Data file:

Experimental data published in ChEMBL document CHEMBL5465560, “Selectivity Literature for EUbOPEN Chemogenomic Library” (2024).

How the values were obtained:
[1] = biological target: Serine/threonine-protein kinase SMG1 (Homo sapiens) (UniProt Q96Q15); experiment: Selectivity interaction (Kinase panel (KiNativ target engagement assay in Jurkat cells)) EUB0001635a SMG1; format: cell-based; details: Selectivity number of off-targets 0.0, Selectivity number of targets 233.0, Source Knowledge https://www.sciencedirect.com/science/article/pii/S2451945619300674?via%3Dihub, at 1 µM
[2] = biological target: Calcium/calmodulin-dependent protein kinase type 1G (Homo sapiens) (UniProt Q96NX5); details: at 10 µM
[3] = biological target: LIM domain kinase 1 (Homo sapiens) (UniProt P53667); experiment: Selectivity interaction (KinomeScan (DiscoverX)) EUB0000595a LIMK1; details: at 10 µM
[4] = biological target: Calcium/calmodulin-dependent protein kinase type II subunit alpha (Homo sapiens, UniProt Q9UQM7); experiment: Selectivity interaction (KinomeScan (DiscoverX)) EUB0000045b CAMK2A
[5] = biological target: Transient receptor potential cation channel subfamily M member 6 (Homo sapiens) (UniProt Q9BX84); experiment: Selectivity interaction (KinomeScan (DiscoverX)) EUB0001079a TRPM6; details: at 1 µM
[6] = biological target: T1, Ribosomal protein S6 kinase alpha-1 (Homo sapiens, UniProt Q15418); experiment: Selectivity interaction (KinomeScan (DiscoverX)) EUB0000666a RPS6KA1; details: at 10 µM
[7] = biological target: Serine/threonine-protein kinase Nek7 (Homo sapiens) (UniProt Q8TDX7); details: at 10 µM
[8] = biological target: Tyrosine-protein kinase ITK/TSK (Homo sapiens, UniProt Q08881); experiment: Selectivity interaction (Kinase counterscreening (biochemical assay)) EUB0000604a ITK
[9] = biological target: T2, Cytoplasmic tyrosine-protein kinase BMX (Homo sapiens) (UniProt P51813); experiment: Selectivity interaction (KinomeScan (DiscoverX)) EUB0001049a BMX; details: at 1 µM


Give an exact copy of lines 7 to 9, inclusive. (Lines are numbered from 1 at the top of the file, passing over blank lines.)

[5] = biological target: Transient receptor potential cation channel subfamily M member 6 (Homo sapiens) (UniProt Q9BX84); experiment: Selectivity interaction (KinomeScan (DiscoverX)) EUB0001079a TRPM6; details: at 1 µM
[6] = biological target: T1, Ribosomal protein S6 kinase alpha-1 (Homo sapiens, UniProt Q15418); experiment: Selectivity interaction (KinomeScan (DiscoverX)) EUB0000666a RPS6KA1; details: at 10 µM
[7] = biological target: Serine/threonine-protein kinase Nek7 (Homo sapiens) (UniProt Q8TDX7); details: at 10 µM